The Good and Bad – Brian Roberts

There are only two major league hitters right now with a WPA of 2.00 or above that have single-digit home run marks: Joe Mauer (8) and Brian Roberts (9). Mauer gets plenty of pub regardless of his power outages but it seems that Roberts is still considered a “fluke” due to his great 2005 season that is yet to be matched. Following that tremendous campaign he had a disappointing 2006, which saw his OPS drop almost 200 points, and I’m not sure he has regained any of his reputation since that disappointment.

Last year he improved upon that 2006 season, and this year, has seemingly improved even moreso, as his OPS is the highest it has been since that all-star year. Oddly enough, his strikeout rate is the highest it has ever been, and he is walking at a rate less than last year. The increase in his percentage of hits per at-bat—a “technical” way of saying batting average—has kept his OBP virtually idential to last year.

While he has only hit 9 home runs, he still hits the ball hard, evidenced by his league-leading 46 doubles and 8 triples. The Orioles must possess a doubles-mindset, as teammates Aubrey Huff and Nick Markakis find themselves #2 and #5 in the two-bagger category. Roberts is also fifth in the AL in stolen bases, a skill at which he has been adept even whilst others were digressing.

His defense is a different story. The plus/minus system has numbers for him from 2006 until now, and he appears to be in full-decline mode. In 2006, he was a +7 defender; last year, at 0, he was the average second baseman; and this year he is -6, so below average. While someone like Chase Utley puts up great offensive numbers and leads the league defensively, Roberts’ true value is likely going to be masked because many fantasy leagues do not count defense, and the vast majority of fans use offense as their sole evaluative factor anyway. Though his WPA is a nice 2.36, and he has been 1.58 wins above average from a context-neutral perspective, these are offensive measures; his defense would drag them down.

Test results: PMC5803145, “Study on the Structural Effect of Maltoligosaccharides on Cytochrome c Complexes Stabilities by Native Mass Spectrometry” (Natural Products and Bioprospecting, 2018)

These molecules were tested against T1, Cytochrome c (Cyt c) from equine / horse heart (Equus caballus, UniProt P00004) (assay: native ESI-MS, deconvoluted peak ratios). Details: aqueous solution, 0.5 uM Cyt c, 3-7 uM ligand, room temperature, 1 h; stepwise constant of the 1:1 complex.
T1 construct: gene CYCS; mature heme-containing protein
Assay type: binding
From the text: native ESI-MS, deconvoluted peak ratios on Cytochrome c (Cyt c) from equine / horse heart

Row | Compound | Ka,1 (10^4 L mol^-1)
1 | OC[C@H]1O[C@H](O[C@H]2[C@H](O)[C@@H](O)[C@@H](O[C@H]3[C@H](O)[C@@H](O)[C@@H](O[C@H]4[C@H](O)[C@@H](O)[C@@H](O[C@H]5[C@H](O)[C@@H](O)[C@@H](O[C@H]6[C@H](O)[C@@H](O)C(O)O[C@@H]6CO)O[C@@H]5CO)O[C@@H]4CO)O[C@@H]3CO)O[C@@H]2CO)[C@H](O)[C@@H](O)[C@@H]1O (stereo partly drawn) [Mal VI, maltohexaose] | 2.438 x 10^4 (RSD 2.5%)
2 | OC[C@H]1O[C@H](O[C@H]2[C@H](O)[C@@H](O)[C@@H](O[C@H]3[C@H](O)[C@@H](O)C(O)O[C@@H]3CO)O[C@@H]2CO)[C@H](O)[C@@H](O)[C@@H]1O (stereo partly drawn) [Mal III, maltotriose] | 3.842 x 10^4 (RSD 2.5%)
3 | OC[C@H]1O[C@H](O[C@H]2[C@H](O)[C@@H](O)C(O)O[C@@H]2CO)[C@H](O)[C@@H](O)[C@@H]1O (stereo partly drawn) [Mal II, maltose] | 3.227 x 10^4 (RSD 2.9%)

Lastly, curious to see how Roberts fared in comparison to fellow second basemen and the rest of the league, I looked at the skills assessment page on Bill James Online, and found the following:

Skill           MLB      2B
Running         95th     93rd
Discipline      88th     96th
Average         86th     87th
Power           36th     63rd
Fielding        N/A      59th

His baserunning, plate discipline, and ability to hit for average appear to be exemplary, but he is not a power hitting keystone cornerman in the general sense of the term, and his fielding has been bad enough to not even earn him a percentile in the all-players category. Roberts is a fine player, and he has helped the Orioles not be dreadful this year, but their desire to trade him should make a bit more sense now.




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Eric is an accountant and statistical analyst from Philadelphia. He also covers the Phillies at Phillies Nation and can be found here on Twitter.

2 Responses to “The Good and Bad – Brian Roberts”

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  1. Alex says:

    I don’t think I understand the “2B” comparison column; does this normalize for position, or is something wrong here?

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  2. Eric Seidman says:

    It just ranks Roberts’ statistics with every other 2B in the league. So, amongst ALL MLB players, his plate discipline is in the 88th percentile, however when you just stack him up to other 2B-men, he is ranked much higher… which shows that in that specific category, the top second basemen are pretty much below the 90-92nd percentile.

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